|Publication number||US5609174 A|
|Application number||US 08/514,676|
|Publication date||Mar 11, 1997|
|Filing date||Aug 14, 1995|
|Priority date||Aug 14, 1995|
|Publication number||08514676, 514676, US 5609174 A, US 5609174A, US-A-5609174, US5609174 A, US5609174A|
|Inventors||Mark A. Ferguson|
|Original Assignee||Ecolab Inc.|
|Export Citation||BiBTeX, EndNote, RefMan|
|Patent Citations (20), Referenced by (19), Classifications (6), Legal Events (7)|
|External Links: USPTO, USPTO Assignment, Espacenet|
The invention generally relates to a wash arm hub assembly for a dishwasher. More particularly the invention is directed to a sealed wash arm hub for reducing fluid loss through the hub.
The modern warewasher or dishwasher, to a large extent, provides a time effective way to efficiently and thoroughly wash large volumes of dishes. A typical dishwasher directs sprays of wash solution and/or rinse water (hereinafter generically referred to as "wash fluid") at the surface of dirty dishes or other wares supported on racks or trays in order to remove any dirt and/or food particles from the dirty dishes. Commonly, the wash fluid may include a diluted active agent such as a detergent and/or a sanitizing agent.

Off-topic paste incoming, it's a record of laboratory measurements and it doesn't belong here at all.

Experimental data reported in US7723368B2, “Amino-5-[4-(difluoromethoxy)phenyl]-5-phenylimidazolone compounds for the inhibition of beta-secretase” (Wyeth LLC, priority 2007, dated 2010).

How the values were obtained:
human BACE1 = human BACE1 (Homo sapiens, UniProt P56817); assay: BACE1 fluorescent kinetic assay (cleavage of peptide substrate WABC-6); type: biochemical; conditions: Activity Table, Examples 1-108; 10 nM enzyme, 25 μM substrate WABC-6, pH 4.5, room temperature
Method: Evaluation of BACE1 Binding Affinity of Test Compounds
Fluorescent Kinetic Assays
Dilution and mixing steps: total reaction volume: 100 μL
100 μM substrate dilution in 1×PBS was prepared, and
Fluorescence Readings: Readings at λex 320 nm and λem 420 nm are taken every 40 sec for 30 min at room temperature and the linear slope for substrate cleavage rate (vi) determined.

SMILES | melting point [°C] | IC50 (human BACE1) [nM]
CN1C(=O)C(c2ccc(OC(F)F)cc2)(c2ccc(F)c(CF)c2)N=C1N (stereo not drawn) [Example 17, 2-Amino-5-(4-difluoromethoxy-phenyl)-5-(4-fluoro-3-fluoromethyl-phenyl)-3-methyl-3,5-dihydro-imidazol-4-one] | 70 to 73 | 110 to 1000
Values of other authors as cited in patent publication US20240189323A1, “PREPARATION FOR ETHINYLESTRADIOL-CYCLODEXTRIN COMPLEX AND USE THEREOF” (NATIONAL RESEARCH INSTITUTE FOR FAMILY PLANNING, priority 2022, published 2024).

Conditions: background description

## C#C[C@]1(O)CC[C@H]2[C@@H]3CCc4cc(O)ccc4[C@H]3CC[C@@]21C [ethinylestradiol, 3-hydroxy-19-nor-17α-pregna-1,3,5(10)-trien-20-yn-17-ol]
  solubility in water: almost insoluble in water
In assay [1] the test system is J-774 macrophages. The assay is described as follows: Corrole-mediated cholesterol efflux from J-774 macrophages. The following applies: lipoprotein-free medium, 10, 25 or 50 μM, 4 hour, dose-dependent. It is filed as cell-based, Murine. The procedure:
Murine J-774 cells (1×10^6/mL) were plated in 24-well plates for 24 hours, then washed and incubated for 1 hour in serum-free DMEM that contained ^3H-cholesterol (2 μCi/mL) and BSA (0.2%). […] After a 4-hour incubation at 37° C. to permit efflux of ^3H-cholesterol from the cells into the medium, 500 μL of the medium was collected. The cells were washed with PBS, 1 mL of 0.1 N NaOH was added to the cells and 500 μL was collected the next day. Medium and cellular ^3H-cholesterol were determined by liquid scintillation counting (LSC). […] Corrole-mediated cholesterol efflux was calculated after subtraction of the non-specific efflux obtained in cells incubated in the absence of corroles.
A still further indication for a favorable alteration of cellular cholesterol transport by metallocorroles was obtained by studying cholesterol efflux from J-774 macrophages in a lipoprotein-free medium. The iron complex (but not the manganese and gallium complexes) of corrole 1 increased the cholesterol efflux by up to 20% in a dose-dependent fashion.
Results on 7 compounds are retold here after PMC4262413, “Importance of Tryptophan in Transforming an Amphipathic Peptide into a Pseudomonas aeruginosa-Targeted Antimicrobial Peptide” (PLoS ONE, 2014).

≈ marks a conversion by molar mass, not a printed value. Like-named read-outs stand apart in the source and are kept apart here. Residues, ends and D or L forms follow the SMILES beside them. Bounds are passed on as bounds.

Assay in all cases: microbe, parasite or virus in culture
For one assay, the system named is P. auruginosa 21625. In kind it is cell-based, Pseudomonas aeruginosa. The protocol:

Many dishwashers utilize one or more rotatable wash arm assemblies to direct a pressurized spray of wash fluid onto the dishes from multiple directions. The typical wash arm mechanism includes a rotatable wash arm that is internally supplied with a flow of wash fluid. The fluid enters the wash arm at a pressure sufficient to generate a spray out of small holes in the wash arm. The holes are spaced out along the length of the wash arm, and may be oriented in different directions, so as to maximize the area covered by the spray. Furthermore, the holes in the wash arm are oriented to provide a net torque sufficient to spin the wash arm and increase the effective area covered by the spray.
Wash arm mechanisms typically include structure for communicating wash fluid to the wash arm and structure for permitting the wash arm to rotate. Commonly, these two functions are provided by a single wash arm hub, so that wash fluid is supplied to the wash arm through the rotatable coupling for the wash arm.